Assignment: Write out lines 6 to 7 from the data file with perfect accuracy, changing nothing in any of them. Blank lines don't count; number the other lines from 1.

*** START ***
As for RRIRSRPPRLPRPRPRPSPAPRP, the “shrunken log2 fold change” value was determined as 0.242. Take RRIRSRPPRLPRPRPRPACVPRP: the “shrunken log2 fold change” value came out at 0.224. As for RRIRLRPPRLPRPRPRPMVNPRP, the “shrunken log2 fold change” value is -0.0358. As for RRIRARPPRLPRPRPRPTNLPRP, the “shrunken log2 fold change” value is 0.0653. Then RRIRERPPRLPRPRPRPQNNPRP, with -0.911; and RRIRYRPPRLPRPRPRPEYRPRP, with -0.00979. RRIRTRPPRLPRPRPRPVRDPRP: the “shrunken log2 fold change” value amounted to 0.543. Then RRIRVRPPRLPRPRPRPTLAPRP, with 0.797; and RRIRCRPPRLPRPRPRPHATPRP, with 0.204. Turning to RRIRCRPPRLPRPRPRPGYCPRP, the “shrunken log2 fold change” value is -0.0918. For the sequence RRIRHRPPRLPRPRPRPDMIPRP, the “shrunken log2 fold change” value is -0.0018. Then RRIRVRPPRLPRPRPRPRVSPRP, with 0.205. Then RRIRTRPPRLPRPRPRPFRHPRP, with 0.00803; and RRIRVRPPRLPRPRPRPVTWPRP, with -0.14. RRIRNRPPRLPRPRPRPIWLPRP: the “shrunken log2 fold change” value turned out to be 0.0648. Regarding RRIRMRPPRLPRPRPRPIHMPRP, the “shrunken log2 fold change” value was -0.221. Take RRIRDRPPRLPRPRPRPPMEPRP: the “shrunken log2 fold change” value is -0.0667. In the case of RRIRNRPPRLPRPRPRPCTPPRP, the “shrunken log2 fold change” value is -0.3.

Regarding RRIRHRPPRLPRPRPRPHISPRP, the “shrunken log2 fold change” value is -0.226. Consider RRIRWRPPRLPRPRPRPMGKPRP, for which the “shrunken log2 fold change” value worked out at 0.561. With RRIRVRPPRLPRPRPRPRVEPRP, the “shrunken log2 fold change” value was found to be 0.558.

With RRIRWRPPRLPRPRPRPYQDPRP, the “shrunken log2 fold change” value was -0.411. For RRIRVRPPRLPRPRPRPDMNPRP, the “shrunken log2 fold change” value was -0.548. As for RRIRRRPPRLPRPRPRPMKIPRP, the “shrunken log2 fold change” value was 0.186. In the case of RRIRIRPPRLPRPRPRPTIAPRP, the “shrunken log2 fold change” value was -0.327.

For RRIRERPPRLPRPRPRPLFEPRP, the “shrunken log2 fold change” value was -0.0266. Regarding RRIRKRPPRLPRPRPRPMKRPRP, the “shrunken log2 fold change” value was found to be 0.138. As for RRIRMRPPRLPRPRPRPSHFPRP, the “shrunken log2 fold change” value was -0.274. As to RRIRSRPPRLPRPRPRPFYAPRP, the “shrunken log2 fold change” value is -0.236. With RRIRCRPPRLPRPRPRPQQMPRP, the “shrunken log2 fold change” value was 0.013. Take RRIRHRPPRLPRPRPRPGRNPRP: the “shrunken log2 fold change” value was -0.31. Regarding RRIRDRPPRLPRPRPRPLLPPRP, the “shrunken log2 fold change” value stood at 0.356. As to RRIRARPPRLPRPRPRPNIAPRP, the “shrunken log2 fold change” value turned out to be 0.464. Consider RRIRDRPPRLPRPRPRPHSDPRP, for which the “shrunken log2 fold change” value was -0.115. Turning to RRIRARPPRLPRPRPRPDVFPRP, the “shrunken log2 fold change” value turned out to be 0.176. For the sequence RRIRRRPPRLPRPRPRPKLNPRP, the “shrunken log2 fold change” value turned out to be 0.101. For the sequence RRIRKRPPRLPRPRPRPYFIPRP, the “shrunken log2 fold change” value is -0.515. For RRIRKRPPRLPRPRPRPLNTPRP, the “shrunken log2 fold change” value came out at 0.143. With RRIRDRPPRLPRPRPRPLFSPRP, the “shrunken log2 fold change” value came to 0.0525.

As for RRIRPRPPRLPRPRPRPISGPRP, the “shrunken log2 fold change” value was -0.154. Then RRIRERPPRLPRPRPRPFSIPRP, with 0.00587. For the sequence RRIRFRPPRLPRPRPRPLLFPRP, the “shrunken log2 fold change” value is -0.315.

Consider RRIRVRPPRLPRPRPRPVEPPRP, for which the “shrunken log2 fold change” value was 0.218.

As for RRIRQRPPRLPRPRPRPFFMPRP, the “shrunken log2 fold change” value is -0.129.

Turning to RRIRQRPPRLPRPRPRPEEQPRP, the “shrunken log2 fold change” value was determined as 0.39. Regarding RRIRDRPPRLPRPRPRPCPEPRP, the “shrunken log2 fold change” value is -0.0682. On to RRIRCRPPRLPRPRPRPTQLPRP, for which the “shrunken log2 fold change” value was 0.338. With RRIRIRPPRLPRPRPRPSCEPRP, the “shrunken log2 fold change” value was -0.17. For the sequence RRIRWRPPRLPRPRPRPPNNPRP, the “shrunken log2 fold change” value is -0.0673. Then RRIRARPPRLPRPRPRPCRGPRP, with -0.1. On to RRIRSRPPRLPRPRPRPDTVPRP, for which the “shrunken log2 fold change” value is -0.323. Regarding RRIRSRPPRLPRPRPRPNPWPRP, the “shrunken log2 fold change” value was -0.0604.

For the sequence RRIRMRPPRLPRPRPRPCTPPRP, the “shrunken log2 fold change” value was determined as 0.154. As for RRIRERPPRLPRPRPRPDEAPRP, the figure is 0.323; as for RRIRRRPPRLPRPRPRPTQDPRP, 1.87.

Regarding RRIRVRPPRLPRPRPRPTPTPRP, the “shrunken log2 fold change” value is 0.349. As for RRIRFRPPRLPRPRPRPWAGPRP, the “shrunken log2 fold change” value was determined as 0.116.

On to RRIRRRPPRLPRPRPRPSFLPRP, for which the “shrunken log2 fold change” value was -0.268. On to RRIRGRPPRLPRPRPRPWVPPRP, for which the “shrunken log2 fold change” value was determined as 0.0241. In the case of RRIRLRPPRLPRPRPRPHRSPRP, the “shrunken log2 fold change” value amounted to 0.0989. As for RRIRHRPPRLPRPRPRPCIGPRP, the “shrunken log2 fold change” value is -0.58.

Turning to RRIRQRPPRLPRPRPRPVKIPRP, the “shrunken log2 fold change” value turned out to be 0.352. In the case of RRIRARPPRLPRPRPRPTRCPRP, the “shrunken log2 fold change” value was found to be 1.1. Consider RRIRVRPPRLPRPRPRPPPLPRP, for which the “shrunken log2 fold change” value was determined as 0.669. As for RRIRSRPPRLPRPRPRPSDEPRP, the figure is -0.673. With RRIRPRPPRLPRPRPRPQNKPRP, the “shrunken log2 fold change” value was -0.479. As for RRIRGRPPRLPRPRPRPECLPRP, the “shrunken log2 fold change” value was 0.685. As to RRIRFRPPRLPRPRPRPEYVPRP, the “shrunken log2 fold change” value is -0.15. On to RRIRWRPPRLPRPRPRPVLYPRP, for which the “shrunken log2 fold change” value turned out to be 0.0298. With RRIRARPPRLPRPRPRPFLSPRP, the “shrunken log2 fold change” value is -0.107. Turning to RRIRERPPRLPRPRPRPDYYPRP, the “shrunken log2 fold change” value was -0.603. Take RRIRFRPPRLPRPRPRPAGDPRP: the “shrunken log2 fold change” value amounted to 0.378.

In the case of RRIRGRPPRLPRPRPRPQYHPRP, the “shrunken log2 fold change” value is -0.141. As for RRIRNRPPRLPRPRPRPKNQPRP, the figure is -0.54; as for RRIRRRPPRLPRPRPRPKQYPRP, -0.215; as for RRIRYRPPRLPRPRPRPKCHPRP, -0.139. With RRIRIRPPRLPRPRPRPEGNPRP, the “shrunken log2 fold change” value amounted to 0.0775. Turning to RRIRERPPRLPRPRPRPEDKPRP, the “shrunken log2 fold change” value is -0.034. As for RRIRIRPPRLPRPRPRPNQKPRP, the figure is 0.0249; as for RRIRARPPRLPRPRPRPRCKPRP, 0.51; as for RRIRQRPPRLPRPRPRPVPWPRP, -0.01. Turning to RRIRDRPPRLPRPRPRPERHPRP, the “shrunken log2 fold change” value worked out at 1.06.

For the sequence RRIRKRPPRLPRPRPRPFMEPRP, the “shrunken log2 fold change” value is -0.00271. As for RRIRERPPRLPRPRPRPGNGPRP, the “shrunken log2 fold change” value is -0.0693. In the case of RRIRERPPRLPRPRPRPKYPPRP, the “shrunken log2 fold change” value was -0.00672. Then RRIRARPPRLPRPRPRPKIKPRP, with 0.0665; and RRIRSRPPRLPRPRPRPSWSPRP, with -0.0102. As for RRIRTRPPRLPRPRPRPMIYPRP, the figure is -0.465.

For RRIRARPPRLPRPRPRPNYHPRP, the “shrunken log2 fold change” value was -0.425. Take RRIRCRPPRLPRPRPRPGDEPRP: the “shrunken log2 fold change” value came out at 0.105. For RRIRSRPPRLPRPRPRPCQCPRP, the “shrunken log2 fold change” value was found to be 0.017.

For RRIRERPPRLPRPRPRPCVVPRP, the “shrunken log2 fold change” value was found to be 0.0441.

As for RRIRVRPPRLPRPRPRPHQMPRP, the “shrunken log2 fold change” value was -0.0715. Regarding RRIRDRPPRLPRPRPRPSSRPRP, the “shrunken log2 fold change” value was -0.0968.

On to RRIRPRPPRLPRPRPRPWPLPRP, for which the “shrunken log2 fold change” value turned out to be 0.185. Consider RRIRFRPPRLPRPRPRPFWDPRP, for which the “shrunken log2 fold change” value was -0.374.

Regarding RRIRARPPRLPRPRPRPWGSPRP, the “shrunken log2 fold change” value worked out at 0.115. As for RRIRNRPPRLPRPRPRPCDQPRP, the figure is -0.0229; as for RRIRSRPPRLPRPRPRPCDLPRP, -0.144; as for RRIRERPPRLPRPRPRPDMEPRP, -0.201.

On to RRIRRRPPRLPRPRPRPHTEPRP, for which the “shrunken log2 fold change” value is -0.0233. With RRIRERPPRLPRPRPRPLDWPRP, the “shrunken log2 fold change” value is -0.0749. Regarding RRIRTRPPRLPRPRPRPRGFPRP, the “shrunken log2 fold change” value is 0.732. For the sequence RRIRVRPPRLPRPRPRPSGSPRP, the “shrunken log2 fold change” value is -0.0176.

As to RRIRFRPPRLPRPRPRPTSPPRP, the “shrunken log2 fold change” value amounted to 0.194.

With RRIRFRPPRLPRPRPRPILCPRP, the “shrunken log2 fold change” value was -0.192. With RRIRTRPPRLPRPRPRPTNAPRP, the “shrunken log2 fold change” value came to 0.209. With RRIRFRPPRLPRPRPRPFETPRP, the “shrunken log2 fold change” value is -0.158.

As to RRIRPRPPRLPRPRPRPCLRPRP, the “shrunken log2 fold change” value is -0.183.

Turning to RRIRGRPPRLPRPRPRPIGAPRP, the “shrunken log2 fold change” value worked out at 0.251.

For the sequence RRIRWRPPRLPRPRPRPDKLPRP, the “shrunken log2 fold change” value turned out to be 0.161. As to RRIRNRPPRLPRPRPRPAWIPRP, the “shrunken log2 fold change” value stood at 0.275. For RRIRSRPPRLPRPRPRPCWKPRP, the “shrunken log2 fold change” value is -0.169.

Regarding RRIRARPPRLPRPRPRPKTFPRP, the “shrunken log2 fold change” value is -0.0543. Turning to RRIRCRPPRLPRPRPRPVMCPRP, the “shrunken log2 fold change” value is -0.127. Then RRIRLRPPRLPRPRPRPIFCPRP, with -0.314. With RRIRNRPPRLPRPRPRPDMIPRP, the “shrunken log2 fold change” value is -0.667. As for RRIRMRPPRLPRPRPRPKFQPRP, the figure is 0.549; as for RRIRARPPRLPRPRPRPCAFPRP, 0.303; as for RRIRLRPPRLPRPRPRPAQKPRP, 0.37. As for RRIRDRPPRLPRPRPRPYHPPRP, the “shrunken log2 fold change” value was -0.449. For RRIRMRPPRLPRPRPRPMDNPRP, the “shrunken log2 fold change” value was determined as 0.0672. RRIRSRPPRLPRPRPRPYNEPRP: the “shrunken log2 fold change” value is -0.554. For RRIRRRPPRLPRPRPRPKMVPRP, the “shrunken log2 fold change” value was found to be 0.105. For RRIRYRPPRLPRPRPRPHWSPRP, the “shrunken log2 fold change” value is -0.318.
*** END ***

Consider RRIRVRPPRLPRPRPRPVEPPRP, for which the “shrunken log2 fold change” value was 0.218.

As for RRIRQRPPRLPRPRPRPFFMPRP, the “shrunken log2 fold change” value is -0.129.